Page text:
Saudi sizes up Islamic Development Bank share, increases holding to $6.85 billion
Saudi Arabia has decided to increase its share in the Jeddah-based Islamic Development Bank’s subscribed capital by 902.19 million Islamic dinars ($1.2 billion), bringing its total share to 5.15 billion Islamic dinars or $6.85 billion.
Saudi Arabia is the largest shareholder in the 56-member bank that finances development projects in member countries. It is followed by Libya, Iran, Nigeria, UAE, Qatar, Egypt, Turkey, Kuwait, Algeria and Pakistan.
The decision to increase the capital share was taken by the Cabinet meeting chaired by Crown Prince Salman, deputy premier and minister of defense. The Cabinet said the new amount would be paid to the bank over 20 years beginning from 2016.
The move comes after IDB increased its authorized capital from $45 billion (30 billion Islamic dinars) to $150 billion (100 billion dinars). The capital increase will enable IDB to meet the growing development requirements of its 56 member countries.
The IDB decision was taken by its board of governors at their meeting in Tajikistan’s capital Dushanbe. Minister of Finance Ibrahim Al-Assaf chaired the meeting. The Dushanbe meeting also increased the bank’s subscribed capital from 18 billion Islamic dinars to 50 billion Islamic dinars.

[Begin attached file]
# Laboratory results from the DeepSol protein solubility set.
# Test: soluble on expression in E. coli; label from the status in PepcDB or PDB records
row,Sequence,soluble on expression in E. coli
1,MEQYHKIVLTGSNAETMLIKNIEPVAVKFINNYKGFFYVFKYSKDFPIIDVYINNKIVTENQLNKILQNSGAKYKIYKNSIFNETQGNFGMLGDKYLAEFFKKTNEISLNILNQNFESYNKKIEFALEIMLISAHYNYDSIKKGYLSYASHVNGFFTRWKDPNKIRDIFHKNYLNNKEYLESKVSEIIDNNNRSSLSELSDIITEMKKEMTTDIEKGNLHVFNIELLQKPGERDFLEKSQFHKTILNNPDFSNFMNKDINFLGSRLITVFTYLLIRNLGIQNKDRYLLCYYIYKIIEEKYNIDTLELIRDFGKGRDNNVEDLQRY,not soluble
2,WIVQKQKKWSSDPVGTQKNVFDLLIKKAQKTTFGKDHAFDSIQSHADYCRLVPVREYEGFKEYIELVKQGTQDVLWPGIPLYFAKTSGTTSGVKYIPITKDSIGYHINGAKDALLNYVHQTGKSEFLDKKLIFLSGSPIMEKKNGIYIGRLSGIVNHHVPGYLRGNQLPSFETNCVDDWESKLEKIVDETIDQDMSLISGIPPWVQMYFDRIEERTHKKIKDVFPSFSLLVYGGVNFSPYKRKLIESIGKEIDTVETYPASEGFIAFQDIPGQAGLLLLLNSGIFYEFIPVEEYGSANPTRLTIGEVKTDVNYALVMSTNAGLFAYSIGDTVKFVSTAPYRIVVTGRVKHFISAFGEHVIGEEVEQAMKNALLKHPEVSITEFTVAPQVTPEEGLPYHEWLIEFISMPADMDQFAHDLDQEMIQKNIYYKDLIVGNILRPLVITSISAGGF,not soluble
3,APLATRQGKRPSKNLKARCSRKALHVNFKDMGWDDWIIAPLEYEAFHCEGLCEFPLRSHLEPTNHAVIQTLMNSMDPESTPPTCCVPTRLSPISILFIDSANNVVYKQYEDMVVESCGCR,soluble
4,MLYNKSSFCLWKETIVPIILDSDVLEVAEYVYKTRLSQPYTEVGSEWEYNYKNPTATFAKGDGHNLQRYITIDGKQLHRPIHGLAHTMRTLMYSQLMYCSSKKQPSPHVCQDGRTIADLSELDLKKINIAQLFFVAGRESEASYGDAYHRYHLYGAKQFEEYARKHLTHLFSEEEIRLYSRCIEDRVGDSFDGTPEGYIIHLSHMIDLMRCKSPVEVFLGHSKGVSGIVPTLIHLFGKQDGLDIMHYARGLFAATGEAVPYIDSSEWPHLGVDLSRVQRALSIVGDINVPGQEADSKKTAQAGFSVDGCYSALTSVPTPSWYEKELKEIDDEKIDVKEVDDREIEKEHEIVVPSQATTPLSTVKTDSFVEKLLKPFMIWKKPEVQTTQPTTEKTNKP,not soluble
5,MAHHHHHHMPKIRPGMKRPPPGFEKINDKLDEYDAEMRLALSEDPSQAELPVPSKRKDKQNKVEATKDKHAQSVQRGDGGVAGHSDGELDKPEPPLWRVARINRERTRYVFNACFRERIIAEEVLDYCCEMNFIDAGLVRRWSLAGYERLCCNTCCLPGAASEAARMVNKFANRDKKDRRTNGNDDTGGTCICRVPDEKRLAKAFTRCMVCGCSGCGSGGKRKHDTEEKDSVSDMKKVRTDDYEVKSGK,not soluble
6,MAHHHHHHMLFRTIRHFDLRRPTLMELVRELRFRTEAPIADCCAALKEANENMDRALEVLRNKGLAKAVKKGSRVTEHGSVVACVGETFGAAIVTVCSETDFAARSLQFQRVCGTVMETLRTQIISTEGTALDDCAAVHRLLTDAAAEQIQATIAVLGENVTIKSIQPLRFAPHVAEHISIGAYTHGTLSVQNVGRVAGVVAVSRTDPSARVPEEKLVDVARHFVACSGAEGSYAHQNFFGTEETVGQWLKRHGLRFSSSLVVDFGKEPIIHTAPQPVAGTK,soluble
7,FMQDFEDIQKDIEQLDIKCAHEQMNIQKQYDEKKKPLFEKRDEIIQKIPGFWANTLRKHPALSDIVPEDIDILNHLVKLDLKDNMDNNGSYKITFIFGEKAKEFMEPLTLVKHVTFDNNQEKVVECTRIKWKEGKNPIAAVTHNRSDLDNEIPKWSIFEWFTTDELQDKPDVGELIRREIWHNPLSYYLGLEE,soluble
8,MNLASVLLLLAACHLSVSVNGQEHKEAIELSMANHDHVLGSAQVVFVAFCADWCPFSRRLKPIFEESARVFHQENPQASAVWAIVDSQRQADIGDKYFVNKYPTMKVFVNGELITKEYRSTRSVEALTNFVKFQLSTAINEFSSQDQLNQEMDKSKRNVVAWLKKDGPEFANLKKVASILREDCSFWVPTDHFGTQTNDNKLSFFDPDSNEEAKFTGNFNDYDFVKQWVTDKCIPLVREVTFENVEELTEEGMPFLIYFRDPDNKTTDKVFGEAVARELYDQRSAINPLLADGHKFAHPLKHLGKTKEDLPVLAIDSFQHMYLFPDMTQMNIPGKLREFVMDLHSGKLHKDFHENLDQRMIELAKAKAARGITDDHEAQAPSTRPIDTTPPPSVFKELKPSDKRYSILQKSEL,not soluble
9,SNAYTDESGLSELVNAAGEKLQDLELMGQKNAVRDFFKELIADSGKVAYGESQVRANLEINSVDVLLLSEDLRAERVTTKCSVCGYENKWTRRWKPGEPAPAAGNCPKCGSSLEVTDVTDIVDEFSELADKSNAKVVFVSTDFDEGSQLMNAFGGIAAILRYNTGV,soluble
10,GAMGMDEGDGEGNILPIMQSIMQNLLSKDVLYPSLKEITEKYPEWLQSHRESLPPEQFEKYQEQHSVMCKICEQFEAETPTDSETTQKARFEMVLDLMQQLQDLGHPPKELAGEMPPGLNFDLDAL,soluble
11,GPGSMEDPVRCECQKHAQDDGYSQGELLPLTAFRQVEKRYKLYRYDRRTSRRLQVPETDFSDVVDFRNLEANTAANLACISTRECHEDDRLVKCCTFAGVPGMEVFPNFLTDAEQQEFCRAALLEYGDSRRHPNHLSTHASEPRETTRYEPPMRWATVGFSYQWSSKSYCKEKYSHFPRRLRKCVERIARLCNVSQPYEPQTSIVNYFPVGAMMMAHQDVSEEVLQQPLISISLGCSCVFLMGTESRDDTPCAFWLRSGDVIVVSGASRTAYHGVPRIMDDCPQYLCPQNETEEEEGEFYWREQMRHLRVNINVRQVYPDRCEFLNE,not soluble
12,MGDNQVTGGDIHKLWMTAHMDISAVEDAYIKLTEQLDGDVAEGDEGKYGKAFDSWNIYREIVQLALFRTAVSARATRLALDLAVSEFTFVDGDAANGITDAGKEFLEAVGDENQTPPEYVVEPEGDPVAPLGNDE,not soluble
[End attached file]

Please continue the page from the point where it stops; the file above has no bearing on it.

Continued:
Culture and Information Minister Abdul Aziz Khoja said the Cabinet meeting wished every success for the GCC summit that begins in Kuwait on Tuesday and hoped that the summit leaders would take important decisions for the welfare of their countries and peoples.
The Cabinet reviewed the results of the ministerial meeting of the Organization of Petroleum Exporting Countries (OPEC) in Vienna on Wednesday, which decided to maintain the current production ceiling. The Cabinet described the current oil prices as suitable for producing and consuming countries and the global economy.
- Understanding the ripple effect: 8 reasons the US economy has slowed down in Q1 of 2015
- Can Bahrian emerge from the oil price plunge 'stronger than ever'?
- Egyptian stocks plummet as Yemen confict deepens
- UAE sweetens flotation regulations to attract more investment
- Replacing Switzerland? Why Lebanon isn't keeping its banking secrecy a secret